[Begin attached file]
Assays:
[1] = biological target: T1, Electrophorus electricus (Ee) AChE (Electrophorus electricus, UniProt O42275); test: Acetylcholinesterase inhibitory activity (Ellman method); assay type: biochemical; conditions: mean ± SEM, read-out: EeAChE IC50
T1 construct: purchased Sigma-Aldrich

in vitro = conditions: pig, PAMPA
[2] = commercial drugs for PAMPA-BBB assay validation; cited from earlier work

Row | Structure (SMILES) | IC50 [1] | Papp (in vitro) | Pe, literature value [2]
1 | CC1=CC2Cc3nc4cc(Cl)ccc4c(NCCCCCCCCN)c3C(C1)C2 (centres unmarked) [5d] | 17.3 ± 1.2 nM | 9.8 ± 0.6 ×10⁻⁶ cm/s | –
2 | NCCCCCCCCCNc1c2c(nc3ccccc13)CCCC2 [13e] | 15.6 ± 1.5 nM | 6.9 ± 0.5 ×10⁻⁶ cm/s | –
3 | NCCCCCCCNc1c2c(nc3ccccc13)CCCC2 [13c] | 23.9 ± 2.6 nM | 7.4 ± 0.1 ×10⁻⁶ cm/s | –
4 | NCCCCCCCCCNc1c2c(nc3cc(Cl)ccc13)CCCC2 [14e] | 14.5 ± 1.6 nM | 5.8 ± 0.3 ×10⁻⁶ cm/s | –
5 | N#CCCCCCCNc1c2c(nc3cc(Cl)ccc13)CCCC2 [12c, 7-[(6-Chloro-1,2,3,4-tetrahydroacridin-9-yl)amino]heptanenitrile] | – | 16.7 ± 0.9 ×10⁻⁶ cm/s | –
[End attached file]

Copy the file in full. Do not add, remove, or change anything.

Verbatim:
Assays:
[1] = biological target: T1, Electrophorus electricus (Ee) AChE (Electrophorus electricus, UniProt O42275); test: Acetylcholinesterase inhibitory activity (Ellman method); assay type: biochemical; conditions: mean ± SEM, read-out: EeAChE IC50
T1 construct: purchased Sigma-Aldrich

in vitro = conditions: pig, PAMPA
[2] = commercial drugs for PAMPA-BBB assay validation; cited from earlier work

Row | Structure (SMILES) | IC50 [1] | Papp (in vitro) | Pe, literature value [2]
1 | CC1=CC2Cc3nc4cc(Cl)ccc4c(NCCCCCCCCN)c3C(C1)C2 (centres unmarked) [5d] | 17.3 ± 1.2 nM | 9.8 ± 0.6 ×10⁻⁶ cm/s | –
2 | NCCCCCCCCCNc1c2c(nc3ccccc13)CCCC2 [13e] | 15.6 ± 1.5 nM | 6.9 ± 0.5 ×10⁻⁶ cm/s | –
3 | NCCCCCCCNc1c2c(nc3ccccc13)CCCC2 [13c] | 23.9 ± 2.6 nM | 7.4 ± 0.1 ×10⁻⁶ cm/s | –
4 | NCCCCCCCCCNc1c2c(nc3cc(Cl)ccc13)CCCC2 [14e] | 14.5 ± 1.6 nM | 5.8 ± 0.3 ×10⁻⁶ cm/s | –
5 | N#CCCCCCCNc1c2c(nc3cc(Cl)ccc13)CCCC2 [12c, 7-[(6-Chloro-1,2,3,4-tetrahydroacridin-9-yl)amino]heptanenitrile] | – | 16.7 ± 0.9 ×10⁻⁶ cm/s | –